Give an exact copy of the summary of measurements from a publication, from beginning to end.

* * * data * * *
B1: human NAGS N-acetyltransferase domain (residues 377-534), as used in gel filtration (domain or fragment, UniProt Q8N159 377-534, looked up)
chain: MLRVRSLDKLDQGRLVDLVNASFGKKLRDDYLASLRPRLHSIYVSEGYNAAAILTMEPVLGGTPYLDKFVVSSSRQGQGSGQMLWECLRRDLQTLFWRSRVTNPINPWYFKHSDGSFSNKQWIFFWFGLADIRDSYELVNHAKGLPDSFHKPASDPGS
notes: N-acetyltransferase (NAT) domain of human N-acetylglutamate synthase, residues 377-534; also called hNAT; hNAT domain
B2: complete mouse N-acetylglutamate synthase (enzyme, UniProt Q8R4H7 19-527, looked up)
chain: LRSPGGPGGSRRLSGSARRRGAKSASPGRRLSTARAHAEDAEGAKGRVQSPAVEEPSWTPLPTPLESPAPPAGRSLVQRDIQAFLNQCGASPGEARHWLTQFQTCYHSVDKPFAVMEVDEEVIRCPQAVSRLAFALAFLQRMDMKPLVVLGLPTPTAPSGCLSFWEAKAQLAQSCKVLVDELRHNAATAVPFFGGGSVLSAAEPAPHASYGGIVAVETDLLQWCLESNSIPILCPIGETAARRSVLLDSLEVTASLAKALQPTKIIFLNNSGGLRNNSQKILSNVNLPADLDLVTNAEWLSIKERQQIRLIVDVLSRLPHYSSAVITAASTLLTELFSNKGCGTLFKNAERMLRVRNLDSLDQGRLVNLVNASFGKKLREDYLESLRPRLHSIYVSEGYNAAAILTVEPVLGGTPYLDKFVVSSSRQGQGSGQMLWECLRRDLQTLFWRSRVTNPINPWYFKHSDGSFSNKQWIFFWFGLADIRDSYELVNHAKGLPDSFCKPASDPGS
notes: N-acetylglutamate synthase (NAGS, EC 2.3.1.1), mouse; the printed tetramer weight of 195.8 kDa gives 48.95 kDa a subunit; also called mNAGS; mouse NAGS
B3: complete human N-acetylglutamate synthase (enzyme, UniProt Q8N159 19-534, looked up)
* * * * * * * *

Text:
B1: human NAGS N-acetyltransferase domain (residues 377-534), as used in gel filtration (domain or fragment, UniProt Q8N159 377-534, looked up)
chain: MLRVRSLDKLDQGRLVDLVNASFGKKLRDDYLASLRPRLHSIYVSEGYNAAAILTMEPVLGGTPYLDKFVVSSSRQGQGSGQMLWECLRRDLQTLFWRSRVTNPINPWYFKHSDGSFSNKQWIFFWFGLADIRDSYELVNHAKGLPDSFHKPASDPGS
notes: N-acetyltransferase (NAT) domain of human N-acetylglutamate synthase, residues 377-534; also called hNAT; hNAT domain
B2: complete mouse N-acetylglutamate synthase (enzyme, UniProt Q8R4H7 19-527, looked up)
chain: LRSPGGPGGSRRLSGSARRRGAKSASPGRRLSTARAHAEDAEGAKGRVQSPAVEEPSWTPLPTPLESPAPPAGRSLVQRDIQAFLNQCGASPGEARHWLTQFQTCYHSVDKPFAVMEVDEEVIRCPQAVSRLAFALAFLQRMDMKPLVVLGLPTPTAPSGCLSFWEAKAQLAQSCKVLVDELRHNAATAVPFFGGGSVLSAAEPAPHASYGGIVAVETDLLQWCLESNSIPILCPIGETAARRSVLLDSLEVTASLAKALQPTKIIFLNNSGGLRNNSQKILSNVNLPADLDLVTNAEWLSIKERQQIRLIVDVLSRLPHYSSAVITAASTLLTELFSNKGCGTLFKNAERMLRVRNLDSLDQGRLVNLVNASFGKKLREDYLESLRPRLHSIYVSEGYNAAAILTVEPVLGGTPYLDKFVVSSSRQGQGSGQMLWECLRRDLQTLFWRSRVTNPINPWYFKHSDGSFSNKQWIFFWFGLADIRDSYELVNHAKGLPDSFCKPASDPGS
notes: N-acetylglutamate synthase (NAGS, EC 2.3.1.1), mouse; the printed tetramer weight of 195.8 kDa gives 48.95 kDa a subunit; also called mNAGS; mouse NAGS
B3: complete human N-acetylglutamate synthase (enzyme, UniProt Q8N159 19-534, looked up)